Male platypus is one of very few mammals to deliver venom
Does so from a spur found on its hind limb
Also shrews are said to have a venomous bite
There's the possibility that some moles also have a venomous bite. It allows them to paralyze prey and store them- alive but helpless- for later comsumption. This means the mole's food doesn´t go bad.
The Cuban solenodon is another mammal with a venomous bite.
As for poisonous mammals, how to forget the hedgehog, which rubs toad poison on its quills, and the African crested rat recently found to rub its fur with the poison of a deadly bush to render itself inedible (or at least the worst imaginable snack) to predators.
Here's more stuff:
A skunk's chemical defense is not only foul smelling but can permanently blind an enemy if it reaches its eyes and the fluid isn´t washed quickly enough.
The Asian stink badger has an even stronger chemical weapon; dogs have been said to have died as a result of it.
Giant anteaters do not produce hydrochloric acid; instead, they use their prey's formic acid to aid digestion!
The horny toad (actually a lizard) from North American deserts defends itself by squirting blood from its eyes to the face of its enemy, but its not just blood; it is loaded with formic acid from the ants that make up the lizard's diet.
Moray eels and groupers often team up to hunt; this behavior has been reported separately from the Caribbean and the Red Sea. In one case, the grouper actually kept feeding its old moray eel partner after the latter was too old to help in the hunt at all.
Shrikes are known to mimic the songs of other birds to lure them into an ambush.
Halobates, a kind of water-strider, is the only known pelagic insect.
It lives on the sea surface, feeds on plankton, and lays its eggs on floating masses of algae.
Just as you said about the moray and groupers there is also other teams out there
Coyotes will often team up with badgers that'll dig out ground squirrels and the coyotes will catch the ones that escape from the badger
And also if the coyotes are not around then often or not a Harris hawk or red tail will wait in a tree near by and catch any escapists of ground squirrel
Honey badgers will also be followed by birds that'll eat the leftovers of a raided bee hive
Those birds are called honeyguides and are often say to actually lead the honey badger to bee hives, even tho this behavior has not been confirmed. What is true is that honeyguides do lead humans to bee hives, and even have a special vocalization to "talk" to humans that they don´t seemingly use for anything else.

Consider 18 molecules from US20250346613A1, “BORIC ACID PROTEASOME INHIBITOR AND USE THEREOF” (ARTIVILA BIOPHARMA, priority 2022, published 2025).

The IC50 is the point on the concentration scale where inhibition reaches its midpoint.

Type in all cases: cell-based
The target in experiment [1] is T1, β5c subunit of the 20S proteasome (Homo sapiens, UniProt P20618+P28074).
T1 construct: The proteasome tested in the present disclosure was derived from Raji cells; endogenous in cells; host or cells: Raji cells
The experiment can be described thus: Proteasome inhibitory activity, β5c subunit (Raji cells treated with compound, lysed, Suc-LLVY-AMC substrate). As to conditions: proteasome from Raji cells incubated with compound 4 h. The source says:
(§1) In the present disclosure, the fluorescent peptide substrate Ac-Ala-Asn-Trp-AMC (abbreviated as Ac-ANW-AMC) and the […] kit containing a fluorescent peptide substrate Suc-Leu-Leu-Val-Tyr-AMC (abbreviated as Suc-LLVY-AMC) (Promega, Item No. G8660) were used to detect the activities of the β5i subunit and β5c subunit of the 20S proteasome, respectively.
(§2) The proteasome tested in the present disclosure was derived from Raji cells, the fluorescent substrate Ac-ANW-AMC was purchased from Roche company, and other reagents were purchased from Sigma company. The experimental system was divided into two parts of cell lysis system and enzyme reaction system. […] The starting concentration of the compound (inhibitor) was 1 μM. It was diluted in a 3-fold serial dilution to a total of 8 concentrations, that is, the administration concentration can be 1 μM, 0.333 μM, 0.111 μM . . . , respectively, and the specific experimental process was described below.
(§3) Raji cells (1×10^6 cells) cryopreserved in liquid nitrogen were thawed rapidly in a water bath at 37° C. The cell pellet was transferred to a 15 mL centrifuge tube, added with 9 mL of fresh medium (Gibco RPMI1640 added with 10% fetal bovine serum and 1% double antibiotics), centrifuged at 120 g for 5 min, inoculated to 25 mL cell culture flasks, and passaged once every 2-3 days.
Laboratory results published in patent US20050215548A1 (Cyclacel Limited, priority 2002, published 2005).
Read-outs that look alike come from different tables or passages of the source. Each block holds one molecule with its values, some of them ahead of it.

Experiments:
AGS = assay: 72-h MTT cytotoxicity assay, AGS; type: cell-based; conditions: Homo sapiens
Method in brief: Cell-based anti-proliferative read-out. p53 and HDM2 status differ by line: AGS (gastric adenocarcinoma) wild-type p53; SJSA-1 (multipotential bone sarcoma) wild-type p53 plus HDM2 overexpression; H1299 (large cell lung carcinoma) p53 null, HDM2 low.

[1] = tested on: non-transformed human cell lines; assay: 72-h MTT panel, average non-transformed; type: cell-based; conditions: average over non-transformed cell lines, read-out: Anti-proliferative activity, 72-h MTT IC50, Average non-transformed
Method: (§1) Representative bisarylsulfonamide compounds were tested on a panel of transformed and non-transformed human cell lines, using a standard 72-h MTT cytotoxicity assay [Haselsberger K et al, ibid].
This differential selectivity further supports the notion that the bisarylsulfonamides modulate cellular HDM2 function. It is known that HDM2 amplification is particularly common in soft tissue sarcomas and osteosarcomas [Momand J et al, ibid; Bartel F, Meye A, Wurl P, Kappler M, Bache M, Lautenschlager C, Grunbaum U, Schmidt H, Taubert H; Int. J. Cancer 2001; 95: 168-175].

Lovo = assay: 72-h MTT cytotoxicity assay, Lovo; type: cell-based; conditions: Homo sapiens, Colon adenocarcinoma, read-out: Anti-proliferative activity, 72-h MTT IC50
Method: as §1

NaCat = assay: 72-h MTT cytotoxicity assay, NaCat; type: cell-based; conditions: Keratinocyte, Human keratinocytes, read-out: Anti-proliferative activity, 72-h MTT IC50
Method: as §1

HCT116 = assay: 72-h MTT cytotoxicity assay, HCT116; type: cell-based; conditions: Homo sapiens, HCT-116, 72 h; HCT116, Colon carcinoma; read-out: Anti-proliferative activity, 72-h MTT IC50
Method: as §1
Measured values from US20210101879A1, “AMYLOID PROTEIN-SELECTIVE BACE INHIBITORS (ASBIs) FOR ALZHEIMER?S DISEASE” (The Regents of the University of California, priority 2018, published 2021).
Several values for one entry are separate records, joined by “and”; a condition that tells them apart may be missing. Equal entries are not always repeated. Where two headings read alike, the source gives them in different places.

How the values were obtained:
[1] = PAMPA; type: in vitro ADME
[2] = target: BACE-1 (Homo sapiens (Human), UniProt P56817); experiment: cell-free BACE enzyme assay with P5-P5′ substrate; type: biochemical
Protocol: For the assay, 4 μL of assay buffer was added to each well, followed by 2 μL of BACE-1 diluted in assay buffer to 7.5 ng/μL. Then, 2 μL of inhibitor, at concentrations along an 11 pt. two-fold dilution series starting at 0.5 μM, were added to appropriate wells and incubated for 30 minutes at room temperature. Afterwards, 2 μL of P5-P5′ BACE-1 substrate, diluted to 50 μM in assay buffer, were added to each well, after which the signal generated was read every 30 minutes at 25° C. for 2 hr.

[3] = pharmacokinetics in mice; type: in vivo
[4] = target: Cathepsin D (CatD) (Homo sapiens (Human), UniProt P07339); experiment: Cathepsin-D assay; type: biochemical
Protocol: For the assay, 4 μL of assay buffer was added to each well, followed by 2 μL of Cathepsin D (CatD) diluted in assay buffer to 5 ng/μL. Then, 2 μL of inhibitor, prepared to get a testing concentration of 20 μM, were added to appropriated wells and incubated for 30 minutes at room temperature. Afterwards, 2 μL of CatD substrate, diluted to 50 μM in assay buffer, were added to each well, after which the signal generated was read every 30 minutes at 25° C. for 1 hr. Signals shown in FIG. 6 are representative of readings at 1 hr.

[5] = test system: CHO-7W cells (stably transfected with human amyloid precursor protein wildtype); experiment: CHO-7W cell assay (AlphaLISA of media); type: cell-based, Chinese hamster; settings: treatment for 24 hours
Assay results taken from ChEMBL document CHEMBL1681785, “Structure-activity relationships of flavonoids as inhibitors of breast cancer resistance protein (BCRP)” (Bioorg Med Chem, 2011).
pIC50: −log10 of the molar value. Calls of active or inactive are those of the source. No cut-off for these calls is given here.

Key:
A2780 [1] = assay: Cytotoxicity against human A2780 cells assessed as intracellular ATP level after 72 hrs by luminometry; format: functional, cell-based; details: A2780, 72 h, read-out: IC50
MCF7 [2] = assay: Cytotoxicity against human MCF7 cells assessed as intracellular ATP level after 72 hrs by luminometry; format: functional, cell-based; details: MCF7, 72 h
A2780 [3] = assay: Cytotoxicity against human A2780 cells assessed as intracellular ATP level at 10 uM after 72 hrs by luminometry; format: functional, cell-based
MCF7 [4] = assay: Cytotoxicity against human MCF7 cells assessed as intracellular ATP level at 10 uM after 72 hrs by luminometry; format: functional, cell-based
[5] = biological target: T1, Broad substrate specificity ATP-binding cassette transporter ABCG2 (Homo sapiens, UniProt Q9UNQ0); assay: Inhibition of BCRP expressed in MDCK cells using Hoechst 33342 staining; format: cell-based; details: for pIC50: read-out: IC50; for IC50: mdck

Once the honey hunters calm the bees with smoke and raid the hive, they usually leave pieces of comb with bee larvae as payment to the honeyguide.
Local belief says that if you don´t pay the honeyguide for its services, next time it will lead you to a deadly animal's lair.
And as if this wasn´t interesting enough, honeyguides also happen to be nest parasites; just like with cuckoos, the honeyguide chick is born earlier than its foster siblings and kills them as soon as they hatch; only instead of throwing them out of the nest, like the cuckoo does, the honeyguide comes equipped with hooked bill tips that allow it to stab its foster siblings to death- all this while still blind and featherless.
Other random stuff:
The spectacled caiman is the only crocodilian able to change its color- although it does so much slower than say, a chameleon.
Rats are known to "laugh" when tickled.
Certain caecilians (legless amphibians) feed their young by growing an outer layer of nutrient rich skin, which the young eat directly from the mother's body.
The hagfish is known to absord nutrients through its skin while feeding inside a carcass.
When raising chicks, some owls will carry blind snakes to their nest without killing them; the snakes are too small to be any threat to the chicks, but they do feed on the insects that are attracted by food scraps in the owl's nest and on their larvae, thus keeping the nest clean and protecting the baby owls from possible infections.
The yamakagashi, a Japanese colubrid, is one of several snakes previously believed to be harmless that turned out to be deadly; it wasn´t until the 80s that the snake killed someone and was finally recognized as dangerous.
However, its venomous fangs are located in the back of the mouth meaning it isn´t very efficient when it comes to injecting its venom; instead, the snake eats poisonous toads and sequesters their toxins, which it can then release from a couple glands on the back of its head. This makes it the only known poisonous snake (as opossed to venomous).
Woodpeckers' pecking subjects them to enormous forces — they can easily slam their beaks with a force 1,000 times that of gravity.The woodpecker's brain is surrounded by thick, platelike spongy bone. They have a large number of trabeculae, tiny beamlike projections of bone that form the mineral "mesh" that makes up this spongy bone plate. These trabeculae are close together to act as armour protecting the brain. The woodpecker's beak contains many microscopic rod structures and thinner trabeculae. It's possible that the beak is adapted to deform during pecking, absorbing the impact instead of transferring it toward the brain. They also have a specially evolved hyoid bone, which reaches from their beak and, unique to these species, loops over top of the skull to completely surround their brains. Also the unequal length of the upper and lower parts of their beaks (the lower being longer), serves to steer the impact force downwards, away from the brain, when it hits the tree.